The sixth episode and season finale ultimately leaned into the very issues the reality show was ostensibly trying to address.
In episode three, the artists created works about the pandemic and bonded with each other, which is cute but doesn’t really make for good TV.
Also, one contestant attempted three oil paintings in seven hours. It went as well as you can imagine.
The Hirshhorn Museum, which previously had only one work by Duchamp, now ranks near the Philadelphia Museum of Art and the Museum of Modern Art as holding the most prominent public collections of his work.
The Hirshhorn Museum exhibition, filled with reproductions and plaster casts of the Auschwitz-Birkenau concentration camp, works through the wounds and scars of a gruesome history.
Bradford’s installation at the Hirshhorn Museum takes as its subject the ways we think, and ultimately don’t think, about history.
The moderator of an upcoming conversation on art and dissent at the Hirshhorn Museum, Thompson talks about the changing art world.
Presented in association with the exhibition Ai Weiwei: Trace, this conversation series will include perspectives from artists, journalists, activists, and academics.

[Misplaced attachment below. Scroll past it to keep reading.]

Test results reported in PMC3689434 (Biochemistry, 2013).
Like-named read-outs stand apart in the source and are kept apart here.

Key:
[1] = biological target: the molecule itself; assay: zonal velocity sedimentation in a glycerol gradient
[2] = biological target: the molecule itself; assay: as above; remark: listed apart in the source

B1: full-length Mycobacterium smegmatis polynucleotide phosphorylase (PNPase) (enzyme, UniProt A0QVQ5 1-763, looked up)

Developed by Not Impossible Labs, the suit translates sounds into a cascade of vibrations, with different instruments registering in different zones across the body.
And contemporary art continues to be part of the Jivanka brand.
Yayoi Kusama’s retrospective at the Hirshhorn Museum brings together the largest number of mirror rooms ever, as they all appear to extend infinitely into distant darkness.
At one point, watching Kjartansson’s facial expression grow increasingly blissed-out and almost absent, his eyes directed heavenward, I sensed an echo of Bernini’s ecstatic St. Teresa.